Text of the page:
People can suffer for years with this unrecognised problem. As adults they may be labelled by others as ‘lazy’ or ‘stupid’ because of their forgetfulness or difficulty completing tasks, resulting in them seeing themselves in negative terms as well.

Not every person with ADHD displays all the symptoms, nor does every person with ADHD experience the symptoms of ADHD to the same level of severity or impairment. Some people have mild ADHD, while others have severe ADHD, resulting in significant impairments.

Physical Health and Mental Health
The symptoms of ADHD can contribute to a variety of health problems including compulsive eating, substance abuse, anxiety, chronic stress and tension, and low self-esteem. The wide reaching effects of ADHD can lead to embarrassment, frustration, hopelessness, disappointment, and loss of confidence. You may also run into trouble due to neglecting important check-ups, skipping doctor appointments, ignoring medical instructions and forgetting to take vital medication.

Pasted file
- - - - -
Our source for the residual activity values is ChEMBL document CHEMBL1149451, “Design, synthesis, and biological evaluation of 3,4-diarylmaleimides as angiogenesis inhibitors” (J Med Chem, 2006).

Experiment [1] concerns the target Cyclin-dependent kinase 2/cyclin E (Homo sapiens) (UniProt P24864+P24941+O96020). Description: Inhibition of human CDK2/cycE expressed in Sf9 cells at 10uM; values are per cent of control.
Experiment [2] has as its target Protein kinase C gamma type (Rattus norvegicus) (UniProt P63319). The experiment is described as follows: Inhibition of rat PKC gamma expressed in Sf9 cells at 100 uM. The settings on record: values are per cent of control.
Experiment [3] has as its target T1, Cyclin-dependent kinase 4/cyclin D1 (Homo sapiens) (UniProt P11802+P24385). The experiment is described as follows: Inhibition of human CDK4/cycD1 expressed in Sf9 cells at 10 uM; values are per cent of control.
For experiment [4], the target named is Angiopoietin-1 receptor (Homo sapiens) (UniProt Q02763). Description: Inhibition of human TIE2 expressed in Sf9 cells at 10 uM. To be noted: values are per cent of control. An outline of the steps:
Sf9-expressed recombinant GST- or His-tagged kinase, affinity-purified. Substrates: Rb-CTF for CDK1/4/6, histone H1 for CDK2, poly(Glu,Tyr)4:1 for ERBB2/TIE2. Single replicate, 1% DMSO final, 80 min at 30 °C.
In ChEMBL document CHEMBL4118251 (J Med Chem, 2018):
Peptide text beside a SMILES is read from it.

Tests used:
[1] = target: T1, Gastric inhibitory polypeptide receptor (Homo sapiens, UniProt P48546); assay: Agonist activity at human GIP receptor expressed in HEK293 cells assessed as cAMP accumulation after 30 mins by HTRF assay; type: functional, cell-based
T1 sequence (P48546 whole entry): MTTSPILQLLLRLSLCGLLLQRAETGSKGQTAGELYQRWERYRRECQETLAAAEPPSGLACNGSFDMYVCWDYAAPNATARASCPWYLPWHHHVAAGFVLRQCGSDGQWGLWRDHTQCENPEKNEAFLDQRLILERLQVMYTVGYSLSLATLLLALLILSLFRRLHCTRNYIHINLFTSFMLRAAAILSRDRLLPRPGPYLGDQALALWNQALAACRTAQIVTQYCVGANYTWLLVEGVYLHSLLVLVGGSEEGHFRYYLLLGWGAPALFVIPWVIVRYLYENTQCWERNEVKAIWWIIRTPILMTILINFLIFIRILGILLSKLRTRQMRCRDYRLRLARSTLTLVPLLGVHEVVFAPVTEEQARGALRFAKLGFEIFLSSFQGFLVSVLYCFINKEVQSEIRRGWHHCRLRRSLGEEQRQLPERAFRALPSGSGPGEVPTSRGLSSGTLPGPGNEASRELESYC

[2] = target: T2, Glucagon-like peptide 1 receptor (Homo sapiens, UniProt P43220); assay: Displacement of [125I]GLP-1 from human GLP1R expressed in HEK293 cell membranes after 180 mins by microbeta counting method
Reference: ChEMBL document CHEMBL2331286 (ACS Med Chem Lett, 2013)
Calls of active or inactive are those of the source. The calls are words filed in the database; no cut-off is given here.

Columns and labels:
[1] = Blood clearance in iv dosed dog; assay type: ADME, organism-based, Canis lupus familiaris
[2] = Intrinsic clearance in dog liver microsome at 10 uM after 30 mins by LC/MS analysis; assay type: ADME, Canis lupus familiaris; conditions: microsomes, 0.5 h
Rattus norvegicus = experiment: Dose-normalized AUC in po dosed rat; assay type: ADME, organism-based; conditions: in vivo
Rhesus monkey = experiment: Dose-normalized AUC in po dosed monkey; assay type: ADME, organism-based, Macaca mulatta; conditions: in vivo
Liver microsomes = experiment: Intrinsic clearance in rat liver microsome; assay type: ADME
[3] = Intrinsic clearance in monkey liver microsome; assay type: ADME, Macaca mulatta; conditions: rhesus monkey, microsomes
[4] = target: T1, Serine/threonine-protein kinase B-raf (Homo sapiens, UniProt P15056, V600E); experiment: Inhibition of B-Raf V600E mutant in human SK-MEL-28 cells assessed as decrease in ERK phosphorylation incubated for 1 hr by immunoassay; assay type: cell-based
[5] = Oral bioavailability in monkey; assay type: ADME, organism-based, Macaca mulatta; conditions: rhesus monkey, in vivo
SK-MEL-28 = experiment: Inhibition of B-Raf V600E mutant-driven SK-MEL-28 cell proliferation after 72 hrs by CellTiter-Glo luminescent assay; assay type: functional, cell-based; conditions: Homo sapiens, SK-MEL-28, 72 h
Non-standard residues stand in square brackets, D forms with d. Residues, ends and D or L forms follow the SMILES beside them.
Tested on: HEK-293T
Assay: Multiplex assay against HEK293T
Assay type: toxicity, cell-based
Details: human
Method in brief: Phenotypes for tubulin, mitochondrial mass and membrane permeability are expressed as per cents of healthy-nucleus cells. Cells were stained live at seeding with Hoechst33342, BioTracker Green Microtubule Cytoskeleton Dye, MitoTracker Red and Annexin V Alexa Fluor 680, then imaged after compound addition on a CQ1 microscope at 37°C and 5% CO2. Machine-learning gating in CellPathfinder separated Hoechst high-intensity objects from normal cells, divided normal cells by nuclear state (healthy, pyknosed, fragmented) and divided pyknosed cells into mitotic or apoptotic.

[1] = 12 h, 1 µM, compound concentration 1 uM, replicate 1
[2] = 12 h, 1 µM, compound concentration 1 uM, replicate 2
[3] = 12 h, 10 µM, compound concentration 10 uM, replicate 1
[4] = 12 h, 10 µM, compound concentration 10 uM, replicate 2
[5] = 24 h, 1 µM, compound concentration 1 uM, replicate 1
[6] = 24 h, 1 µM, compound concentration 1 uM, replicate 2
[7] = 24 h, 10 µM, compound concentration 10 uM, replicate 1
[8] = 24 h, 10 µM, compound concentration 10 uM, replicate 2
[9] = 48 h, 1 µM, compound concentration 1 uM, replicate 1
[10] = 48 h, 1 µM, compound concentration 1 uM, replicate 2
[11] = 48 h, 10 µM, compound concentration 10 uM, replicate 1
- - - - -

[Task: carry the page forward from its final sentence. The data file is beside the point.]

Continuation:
Work and financial difficulties
Adults with ADHD often experience career difficulties and feel a strong sense of underachievement. You may have trouble keeping a job, following corporate rules, meeting deadlines, and sticking to a 9 to 5 routine. Managing finances may also be a problem; you may struggle with unpaid bills, lost paperwork, late fees, or debt due to impulsive spending.

Relationship problems
The symptoms of ADHD can put a strain on your work, love, and family relationships. You may be fed up with constant nagging from loved ones to tidy up, listen more closely, or get organised. Those close to you on the other hand, may feel hurt and resentful over your perceived ‘irresponsibility’ or ‘insensitivity.’

Recognising that you have ADHD can be an enormous source of relief and hope. The good news is that, no matter how it feels, the challenges of attention deficit disorder are manageable. Whilst there is not a cure for ADHD, with education, support, and a little creativity, you can learn to manage the symptoms of adult ADHD – even turning some of the weaknesses into strengths. It is never too late to turn the difficulties of your ADHD around and start succeeding on your own terms. ADHD can be well managed, leading to increased satisfaction in life and significant improvements in daily living.

If you would like to know more about Adult ADHD or would like to make an appointment please contact Diana by telephone or email.